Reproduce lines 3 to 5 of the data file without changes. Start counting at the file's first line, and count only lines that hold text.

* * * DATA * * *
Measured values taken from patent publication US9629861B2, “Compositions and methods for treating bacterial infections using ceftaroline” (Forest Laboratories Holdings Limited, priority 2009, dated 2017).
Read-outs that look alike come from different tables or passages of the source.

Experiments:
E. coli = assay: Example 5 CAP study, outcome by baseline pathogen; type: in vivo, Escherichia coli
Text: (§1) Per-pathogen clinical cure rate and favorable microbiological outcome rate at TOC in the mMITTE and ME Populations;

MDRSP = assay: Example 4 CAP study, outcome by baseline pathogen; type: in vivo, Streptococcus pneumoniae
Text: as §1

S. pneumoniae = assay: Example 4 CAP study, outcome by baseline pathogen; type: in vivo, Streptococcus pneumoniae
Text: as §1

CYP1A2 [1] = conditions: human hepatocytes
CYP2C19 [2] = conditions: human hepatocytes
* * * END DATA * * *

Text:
Experiments:
E. coli = assay: Example 5 CAP study, outcome by baseline pathogen; type: in vivo, Escherichia coli
Text: (§1) Per-pathogen clinical cure rate and favorable microbiological outcome rate at TOC in the mMITTE and ME Populations;